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Tam o' Shantie Class of '03 Summer Tour - The Portland Arms, Cambridge review.


Adam Easy Wishes
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"By the time I'd arrived I'd missed the first band, but by their relative youth I'm not too bothered, I gather they were local so no doubt I'll see them again soon.

Next up is Aberdeen three-piece 10 Easy Wishes. On first glance three rather unassuming young gentleman but get them up on that stage and they seem more at home than many acts who've been doing this for years. 10 Easy Wishes remind me of Captain Everything its like you've walked out into the road and you turn to the right and see a Ferrari speeding towards you, its that same heady mix of speed, power and harmonies. But 10EW ARE different, and that's important I feel. First up they all sing, all three of them, most of the time, which to be honest is a sight to behold. Second their sound isn't the straight-up pop-punk of C*E. 10EW are fighting the pop-punk battle but as their weapons they've discarded the power chords and predictability, these Scots boys have seemingly chucked in all sorts of influences and what's more its working. We get sort of surf/blues motifs, blast beats, an 80's early Cure feeling cuts in every so often and is then battered into a bloody noiseless lump on the floor, and the kids love it.

Tonight the Portland is probably the sweatiest venue I've ever been in but 10EW crash around like they were home in Aberdeen with the heaters on full. As the sweat pours off them they don't miss a note, their songs are laced with rhythmically difficult parts and what's more they can pull it off. Drummer and lynchpin Tom Banks is a real powerhouse of a drummer, his technical ability though is matched blow for blow by his band mates. With Singer/Guitarist JJ Bull its almost as though he's playing with another band and its really Bull who gives 10 EW their individuality its his guitar that kicks out all sorts of mangled blues chords and his unique voice that gets the audience screaming for blood. That's not to say the others can't cope. Adam Morrice (bass) and Banks are one of the tightest rhythm sections I've seen for a long time and without either of them 10EW would be nothing, their spectacular "2 days" made their performance and after seeing Tellison re-established my faith in the underground scene. Somebody sign these boys, they deserve more than photocopied CD artwork and The Portland Arms on a Monday night.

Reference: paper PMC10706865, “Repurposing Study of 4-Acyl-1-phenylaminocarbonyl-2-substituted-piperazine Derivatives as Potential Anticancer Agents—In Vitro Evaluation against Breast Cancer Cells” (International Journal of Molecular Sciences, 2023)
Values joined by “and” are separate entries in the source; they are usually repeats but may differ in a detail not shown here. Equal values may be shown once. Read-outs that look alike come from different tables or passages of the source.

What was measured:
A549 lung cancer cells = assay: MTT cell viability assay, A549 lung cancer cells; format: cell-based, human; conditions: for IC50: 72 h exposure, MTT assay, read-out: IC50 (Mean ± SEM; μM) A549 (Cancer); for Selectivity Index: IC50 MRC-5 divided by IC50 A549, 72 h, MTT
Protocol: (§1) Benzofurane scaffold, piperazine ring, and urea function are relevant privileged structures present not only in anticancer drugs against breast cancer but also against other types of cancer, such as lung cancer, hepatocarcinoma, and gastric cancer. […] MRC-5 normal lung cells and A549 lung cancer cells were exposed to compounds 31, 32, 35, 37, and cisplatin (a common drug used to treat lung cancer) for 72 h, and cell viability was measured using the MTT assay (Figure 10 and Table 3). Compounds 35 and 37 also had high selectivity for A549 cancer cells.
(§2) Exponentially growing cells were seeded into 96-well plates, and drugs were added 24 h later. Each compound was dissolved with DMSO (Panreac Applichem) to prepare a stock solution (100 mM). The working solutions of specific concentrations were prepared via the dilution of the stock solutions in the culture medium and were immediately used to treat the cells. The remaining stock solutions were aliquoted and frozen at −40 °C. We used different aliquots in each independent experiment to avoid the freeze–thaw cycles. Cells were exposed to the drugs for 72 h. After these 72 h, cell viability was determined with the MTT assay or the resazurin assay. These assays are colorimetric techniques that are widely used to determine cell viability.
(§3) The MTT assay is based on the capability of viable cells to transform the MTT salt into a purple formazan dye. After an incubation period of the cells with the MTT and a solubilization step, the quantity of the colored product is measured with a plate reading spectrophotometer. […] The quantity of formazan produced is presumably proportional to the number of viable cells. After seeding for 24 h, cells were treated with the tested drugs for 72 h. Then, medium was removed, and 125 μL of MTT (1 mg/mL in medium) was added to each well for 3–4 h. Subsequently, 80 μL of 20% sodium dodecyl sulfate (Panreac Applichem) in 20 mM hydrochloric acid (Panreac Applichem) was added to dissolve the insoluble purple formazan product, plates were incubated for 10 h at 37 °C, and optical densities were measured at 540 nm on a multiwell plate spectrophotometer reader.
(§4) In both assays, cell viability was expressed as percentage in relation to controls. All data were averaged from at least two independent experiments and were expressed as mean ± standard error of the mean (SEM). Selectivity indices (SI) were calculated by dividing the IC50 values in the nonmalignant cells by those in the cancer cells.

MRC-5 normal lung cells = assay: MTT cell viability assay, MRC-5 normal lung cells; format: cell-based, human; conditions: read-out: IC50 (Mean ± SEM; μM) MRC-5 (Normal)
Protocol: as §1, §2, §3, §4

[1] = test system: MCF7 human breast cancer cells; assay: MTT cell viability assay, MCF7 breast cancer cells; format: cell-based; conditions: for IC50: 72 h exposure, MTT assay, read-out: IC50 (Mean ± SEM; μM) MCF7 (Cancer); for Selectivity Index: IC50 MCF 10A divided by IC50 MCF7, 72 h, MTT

With Paranoid Simon, who are terrible. That's all I can really say.

Encouraging a club-full of sceptical rock fans to go home and read some Graham Greene probably wouldn't be that high up on my list of things for a band to do on stage. But I imagine such thoughts wouldn't cross young Steve Davidson's mind, in fact I'm positive they don't. The thing is Davidson and his band come from a new school of British rock bands, where acts like Million Dead, Kinesis and a whole quiet host of others encourage people to read, listen and take an interest in the world around them, sure we've got The Darkness and bands like them promoting flamboyancy, stupidity and sex and the whole "Detroit"/Garage movement that, thank God, we're emerging from, but its bands like Tellison who aren't pretending everything is fine and neither are they saying its terrible, they're simply looking at the world they've been given and commenting on it and the people who live here.

I suppose its very British, but its also very good.

We all know the best things come in threes and Tellison are no exception. They have the skills, the intelligence, (the looks) and most importantly the songs. Displaying a cool disregard for current "press-friendly" trends they're carving out their own little niche already, OK none of them are over 20, but one feels their youth is almost intrinsic to their sound. Guitarist and frontman Davidson, at 17 already commands an audience as though he holds a gun to their heads. Despite some frankly bizarre guitar problems that sees him go through four guitars in one song he comes out on top. Singing and throwing shapes all over the shop without missing a note. Bass player and Davidson's foil Rory Andrews pins the band down. Where Davidson crashes and soars, Andrews remains tight-lipped, oozing the kind of confidence that only

being 17 and on tour with your band brings. Tonight he provides pinpoint harmonies and in fact his performance that really makes the nervous chemistry between the two singers work.

As rock bands go its very difficult to stand out as a drummer and perhaps one of this trio's most original assets is Henry Danowski, tonight he is as tight as a ten year old, attacking his kit through epic soundscapes and displaying a real genius in the faster songs, he pushes and pulls at tempos and works with Andrews' bass to provide the backbone to Tellison's songs. And of course its these that matter, and with Tellison you get the feeling that they really DO matter. Davidson looks almost pained as he hurls the songs out one after another with barely the briefest respite. But when he or indeed Andrews do speak its with an insight and an intelligence that belies their relative youth. Read up, look out. Tellison are coming, and they don't suffer fools gladly."

- Gavin Younger

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